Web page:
On Thu, Dec 13, 2007 at 11:25:27AM -0500,
John C Klensin <john-ietf(_at_)jck(_dot_)com> wrote
a message of 40 lines which said:
IMO, it would be really helpful if relevant WGs or other
groups concerned with DNS operations and configurations would
take the question up again, review it, and make some sort of
definitive contemporary statement (even if that were only "it
depends" with an explanation of the tradeoffs).
An important reason why we SHOULD have DNS reliability
(including geographical variety) even if service X is down is
because there are several services, not just the Web. OK, if
the Web site is down, it is not *too* important (but it is
important, for the reasons you mention) if I cannot resolve
www.ietf.org but email, jabber, etc, continue to live and need
This is consistent with my instincts (and has been for many
years), but Dave is not the first person to take the other
And it is a essentially very bad position to take.
The DNS was designed to handle many more "connections" per second
than any TCP based server can handle but to achieve that it needs
to get it needs to be able to find a working server for every zone
it is querying. If it doesn't the list of outstand recursive queries
quickly becomes a resource issue on the caching server as the amount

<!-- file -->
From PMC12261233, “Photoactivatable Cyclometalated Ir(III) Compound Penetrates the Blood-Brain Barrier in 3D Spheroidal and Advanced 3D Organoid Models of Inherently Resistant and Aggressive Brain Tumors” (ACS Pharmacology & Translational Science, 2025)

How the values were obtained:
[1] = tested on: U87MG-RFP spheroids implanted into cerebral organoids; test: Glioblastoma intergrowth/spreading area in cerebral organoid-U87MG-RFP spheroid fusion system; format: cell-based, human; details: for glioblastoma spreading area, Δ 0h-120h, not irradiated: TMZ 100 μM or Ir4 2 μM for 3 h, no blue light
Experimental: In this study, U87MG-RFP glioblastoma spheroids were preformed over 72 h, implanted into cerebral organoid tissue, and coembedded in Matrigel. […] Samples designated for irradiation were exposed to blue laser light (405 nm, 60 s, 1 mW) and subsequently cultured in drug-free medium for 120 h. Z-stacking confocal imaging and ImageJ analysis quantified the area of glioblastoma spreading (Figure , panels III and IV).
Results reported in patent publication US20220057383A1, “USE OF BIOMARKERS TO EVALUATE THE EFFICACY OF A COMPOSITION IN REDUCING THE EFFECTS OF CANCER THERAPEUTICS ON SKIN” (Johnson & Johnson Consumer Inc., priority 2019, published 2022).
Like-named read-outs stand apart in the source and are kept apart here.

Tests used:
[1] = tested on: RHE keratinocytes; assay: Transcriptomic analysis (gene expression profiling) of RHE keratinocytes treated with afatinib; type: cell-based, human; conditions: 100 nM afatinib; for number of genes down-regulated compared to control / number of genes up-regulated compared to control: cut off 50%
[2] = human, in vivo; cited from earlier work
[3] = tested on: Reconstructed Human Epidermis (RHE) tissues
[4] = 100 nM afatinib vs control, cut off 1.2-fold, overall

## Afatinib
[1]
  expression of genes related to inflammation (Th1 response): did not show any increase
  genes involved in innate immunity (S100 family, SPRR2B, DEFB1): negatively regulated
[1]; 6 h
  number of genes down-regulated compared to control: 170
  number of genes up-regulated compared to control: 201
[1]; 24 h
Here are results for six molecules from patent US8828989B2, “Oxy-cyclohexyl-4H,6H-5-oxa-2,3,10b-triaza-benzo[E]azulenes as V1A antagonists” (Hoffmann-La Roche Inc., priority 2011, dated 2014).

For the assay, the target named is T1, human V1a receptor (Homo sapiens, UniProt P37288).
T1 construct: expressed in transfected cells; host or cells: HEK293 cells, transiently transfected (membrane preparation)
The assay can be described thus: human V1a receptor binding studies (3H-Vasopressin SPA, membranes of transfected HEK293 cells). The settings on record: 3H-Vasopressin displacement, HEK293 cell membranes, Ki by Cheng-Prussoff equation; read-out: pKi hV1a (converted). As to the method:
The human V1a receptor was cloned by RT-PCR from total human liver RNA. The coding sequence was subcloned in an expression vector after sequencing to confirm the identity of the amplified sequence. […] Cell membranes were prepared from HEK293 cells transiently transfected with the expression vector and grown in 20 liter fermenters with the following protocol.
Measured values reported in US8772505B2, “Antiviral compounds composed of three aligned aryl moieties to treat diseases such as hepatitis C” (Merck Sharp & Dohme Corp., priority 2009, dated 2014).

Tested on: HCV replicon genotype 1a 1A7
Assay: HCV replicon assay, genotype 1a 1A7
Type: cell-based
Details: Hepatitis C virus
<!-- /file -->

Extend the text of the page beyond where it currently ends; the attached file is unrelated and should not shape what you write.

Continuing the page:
of time connection state needs to be remembered goes from sub second
to multi second.
If everyone took the attitude that if the services pointed to by
the DNS are offline then the DNS can be offline then the DNS just
would not work. Luckily most don't or we would have a "tragesty
of the commons" here.
DNS servers are also often a shared shared resource for thousands
if not hundreds of thousands of clients machines. This means that
lookup failures don't just affect the user making the lookup. They
are cumulative and affect all the users of the shared resource.
We see these effects with spam runs which use host names which point
to lame / non-existant servers so this is not just idle speculation.
If the DNS lookup succeeds then the impact of the failure moves
away from the shared resource and back towards individual resources
(browers) or to shared resources which don't have the volume of
lookups (MTAs) and have different failure recovery strategies (store
to disk rather than in memory of a caching server).
Mark Andrews, ISC
1 Seymour St., Dundas Valley, NSW 2117, Australia
PHONE: +61 2 9871 4742 INTERNET: Mark_Andrews(_at_)isc(_dot_)org
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